Notes:
Quote 1: (‘fiery heart’): Leonard Cohen / ‘Joan of Arc’ from Songs of Love and Hate (1971)
Quote 2: (“forget it”): Mazzy Star / ‘Be My Angel’ from She Hangs Brightly 1990


about fieldnotes

fieldnotes was written at the Marsh beginning Sept. 26, 2016 and ending near the same time in the following year, collected in memo books over the course of many rambling walks.
Beginning on Sept. 26, 2019, three years after the writing, fieldnotes will be published in its entirety, with posts appearing as the corresponding write-dates occur.
(at least to the best of my ability)

fieldnotes 2.9.17

Stoking

Out of the cold or into it,
it is a precious thing to hold.
And so we must live with hunger for a while —
a fasting season.

Was it nature or nurture went awry?

I need sweet so sing something sweet.
If you can, so can I.
And I can, so can you.

My fire was down to embers,
but I still have the breath to make it roar.



2.9.17

(24/13)

chickadees. cold. sunny and crisp. lots of geese. mallards. two kingfishers. chasing and chattering. black ducks.


about fieldnotes

fieldnotes was written at the Marsh beginning Sept. 26, 2016 and ending near the same time in the following year, collected in memo books over the course of many rambling walks.
Beginning on Sept. 26, 2019, three years after the writing, fieldnotes will be published in its entirety, with posts appearing as the corresponding write-dates occur.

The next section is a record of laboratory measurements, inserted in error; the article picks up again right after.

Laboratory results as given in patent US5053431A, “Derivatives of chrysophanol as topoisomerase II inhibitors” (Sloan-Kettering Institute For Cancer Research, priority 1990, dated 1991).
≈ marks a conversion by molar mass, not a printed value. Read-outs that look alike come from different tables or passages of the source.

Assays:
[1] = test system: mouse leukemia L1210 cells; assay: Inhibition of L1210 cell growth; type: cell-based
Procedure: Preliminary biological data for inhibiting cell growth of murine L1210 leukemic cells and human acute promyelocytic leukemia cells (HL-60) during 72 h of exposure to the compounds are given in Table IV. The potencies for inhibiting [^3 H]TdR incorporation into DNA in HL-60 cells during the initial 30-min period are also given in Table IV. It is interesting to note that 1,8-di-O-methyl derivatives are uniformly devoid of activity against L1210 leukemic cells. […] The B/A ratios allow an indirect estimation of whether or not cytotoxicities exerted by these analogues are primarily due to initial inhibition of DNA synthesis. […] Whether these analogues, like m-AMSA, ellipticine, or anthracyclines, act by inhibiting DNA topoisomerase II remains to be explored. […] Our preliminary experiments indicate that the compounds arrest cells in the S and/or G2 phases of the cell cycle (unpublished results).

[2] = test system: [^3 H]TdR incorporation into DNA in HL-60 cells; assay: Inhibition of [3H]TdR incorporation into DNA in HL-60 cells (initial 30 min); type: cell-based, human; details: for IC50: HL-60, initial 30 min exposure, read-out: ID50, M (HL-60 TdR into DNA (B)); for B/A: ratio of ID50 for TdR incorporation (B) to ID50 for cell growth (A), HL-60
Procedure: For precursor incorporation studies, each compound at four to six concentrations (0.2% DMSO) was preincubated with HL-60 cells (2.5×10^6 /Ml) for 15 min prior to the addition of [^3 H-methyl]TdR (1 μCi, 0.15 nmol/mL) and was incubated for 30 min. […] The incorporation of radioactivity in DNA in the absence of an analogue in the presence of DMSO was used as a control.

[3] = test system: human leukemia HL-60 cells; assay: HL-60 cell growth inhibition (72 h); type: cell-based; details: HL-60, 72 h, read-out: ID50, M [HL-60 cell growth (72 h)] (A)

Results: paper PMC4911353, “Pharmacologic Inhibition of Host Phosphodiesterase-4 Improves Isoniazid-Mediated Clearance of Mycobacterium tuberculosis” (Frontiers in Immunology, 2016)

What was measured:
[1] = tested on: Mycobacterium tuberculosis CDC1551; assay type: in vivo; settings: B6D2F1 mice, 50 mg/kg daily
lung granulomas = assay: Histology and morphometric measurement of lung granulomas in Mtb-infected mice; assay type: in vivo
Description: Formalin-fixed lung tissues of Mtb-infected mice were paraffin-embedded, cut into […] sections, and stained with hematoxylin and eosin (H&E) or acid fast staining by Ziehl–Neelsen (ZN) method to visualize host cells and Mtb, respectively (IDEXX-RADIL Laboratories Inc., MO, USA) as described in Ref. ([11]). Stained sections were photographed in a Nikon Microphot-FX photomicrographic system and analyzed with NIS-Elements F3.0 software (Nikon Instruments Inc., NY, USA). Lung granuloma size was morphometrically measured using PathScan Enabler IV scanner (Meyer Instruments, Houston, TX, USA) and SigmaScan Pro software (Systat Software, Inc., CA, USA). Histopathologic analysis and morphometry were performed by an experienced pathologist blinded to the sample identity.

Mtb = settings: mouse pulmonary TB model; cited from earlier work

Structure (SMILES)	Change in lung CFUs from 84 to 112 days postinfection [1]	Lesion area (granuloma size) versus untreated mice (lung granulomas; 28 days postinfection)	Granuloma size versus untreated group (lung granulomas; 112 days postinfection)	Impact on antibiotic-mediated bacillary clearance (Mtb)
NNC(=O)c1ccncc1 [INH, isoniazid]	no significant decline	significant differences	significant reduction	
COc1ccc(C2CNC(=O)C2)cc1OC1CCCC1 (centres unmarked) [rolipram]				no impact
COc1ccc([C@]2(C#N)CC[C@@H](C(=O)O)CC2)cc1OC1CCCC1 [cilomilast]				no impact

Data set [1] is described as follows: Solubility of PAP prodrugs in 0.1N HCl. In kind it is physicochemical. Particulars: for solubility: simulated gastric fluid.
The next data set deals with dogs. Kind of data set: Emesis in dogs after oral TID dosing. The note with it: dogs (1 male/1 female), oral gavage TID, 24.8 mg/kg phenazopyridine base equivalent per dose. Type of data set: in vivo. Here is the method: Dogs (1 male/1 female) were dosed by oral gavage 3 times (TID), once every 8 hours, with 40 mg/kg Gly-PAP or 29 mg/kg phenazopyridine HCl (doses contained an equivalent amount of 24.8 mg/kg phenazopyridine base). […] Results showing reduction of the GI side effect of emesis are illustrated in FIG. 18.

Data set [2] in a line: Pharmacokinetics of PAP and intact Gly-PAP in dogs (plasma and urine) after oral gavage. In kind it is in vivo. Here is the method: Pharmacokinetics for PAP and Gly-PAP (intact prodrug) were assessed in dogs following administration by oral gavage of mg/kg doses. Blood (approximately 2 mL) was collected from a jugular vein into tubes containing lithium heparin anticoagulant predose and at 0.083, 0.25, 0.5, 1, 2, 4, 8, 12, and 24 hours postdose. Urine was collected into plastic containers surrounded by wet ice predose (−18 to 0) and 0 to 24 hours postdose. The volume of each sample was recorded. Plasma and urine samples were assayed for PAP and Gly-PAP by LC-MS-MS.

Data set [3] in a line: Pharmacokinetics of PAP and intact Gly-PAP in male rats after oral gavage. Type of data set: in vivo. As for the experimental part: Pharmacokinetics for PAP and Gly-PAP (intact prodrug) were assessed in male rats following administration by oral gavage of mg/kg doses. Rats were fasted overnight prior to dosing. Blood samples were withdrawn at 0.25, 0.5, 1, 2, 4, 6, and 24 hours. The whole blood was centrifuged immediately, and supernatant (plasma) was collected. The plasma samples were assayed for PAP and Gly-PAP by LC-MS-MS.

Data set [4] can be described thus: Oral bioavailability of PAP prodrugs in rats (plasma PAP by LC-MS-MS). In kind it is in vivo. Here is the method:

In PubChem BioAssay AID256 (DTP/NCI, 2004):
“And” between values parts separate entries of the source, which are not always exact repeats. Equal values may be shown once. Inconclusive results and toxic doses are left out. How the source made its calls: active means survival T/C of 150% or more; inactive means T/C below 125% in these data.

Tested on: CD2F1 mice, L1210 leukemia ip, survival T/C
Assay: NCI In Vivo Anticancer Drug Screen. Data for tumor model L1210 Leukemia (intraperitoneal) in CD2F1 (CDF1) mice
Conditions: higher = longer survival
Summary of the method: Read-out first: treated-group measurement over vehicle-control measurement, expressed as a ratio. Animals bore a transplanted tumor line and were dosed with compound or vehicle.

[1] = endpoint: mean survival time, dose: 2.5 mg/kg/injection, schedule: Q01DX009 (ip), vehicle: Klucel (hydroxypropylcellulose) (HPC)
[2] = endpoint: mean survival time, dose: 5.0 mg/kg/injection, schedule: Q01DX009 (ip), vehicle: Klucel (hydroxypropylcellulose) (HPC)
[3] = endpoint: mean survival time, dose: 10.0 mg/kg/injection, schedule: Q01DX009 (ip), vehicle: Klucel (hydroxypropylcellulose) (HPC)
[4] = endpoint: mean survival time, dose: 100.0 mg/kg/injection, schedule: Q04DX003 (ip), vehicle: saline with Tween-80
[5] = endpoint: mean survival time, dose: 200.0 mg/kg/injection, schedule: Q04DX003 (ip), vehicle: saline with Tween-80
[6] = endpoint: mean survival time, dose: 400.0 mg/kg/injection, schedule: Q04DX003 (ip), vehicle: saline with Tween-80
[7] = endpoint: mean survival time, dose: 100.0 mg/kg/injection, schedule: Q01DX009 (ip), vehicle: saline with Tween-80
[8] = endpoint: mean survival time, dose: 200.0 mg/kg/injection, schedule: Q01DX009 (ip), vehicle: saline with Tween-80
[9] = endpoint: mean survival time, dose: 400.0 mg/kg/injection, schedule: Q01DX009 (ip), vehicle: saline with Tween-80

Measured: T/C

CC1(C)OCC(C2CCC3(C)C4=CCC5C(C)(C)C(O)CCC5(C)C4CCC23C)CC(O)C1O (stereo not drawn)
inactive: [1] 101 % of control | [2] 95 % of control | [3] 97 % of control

(at least to the best of my ability)

fieldnotes 2.7.17

Rainy Inkdrops

(everything still wet from last night’s howl and i might be courting rain again)

Indeed:
15 silent mourning doves top a tree,
warmish wet and foggy,
old-fashioned-new-shoes eclipse,
blue jay, redtailed hawk, crows —
gloomyday birds.

Unspoken almost spoken:
the rain’s coming, soon.
Truly now the air grows dense with it.
How those same words get me in the gut again and again.
You know the ones.
The ones that repeat the dream.
Alone.
Home.

And anyway,
I don’t think we’ve said all the things we need to say yet.
Or yet tread right out onto the high wire of open sky.
(Every time we start it rains.)

Press on into a warm and weirdish winter.
The grass can’t see the season —
looks fall and smells spring —
and the wild blue thorns bleed us as we run into the woods,
coyotes wailing at the 10am tuesday siren.
They sound close and many,
and the alarm goes on too long.
Their relative strength, daunting.

(into the much. goldeneyes on the pond. mergansers, kingfisher, mallards, sparrows, chickadees, cardinals, canada geese. birds all by the river where it feels like spring.)



2.7.17

(50/32)


about fieldnotes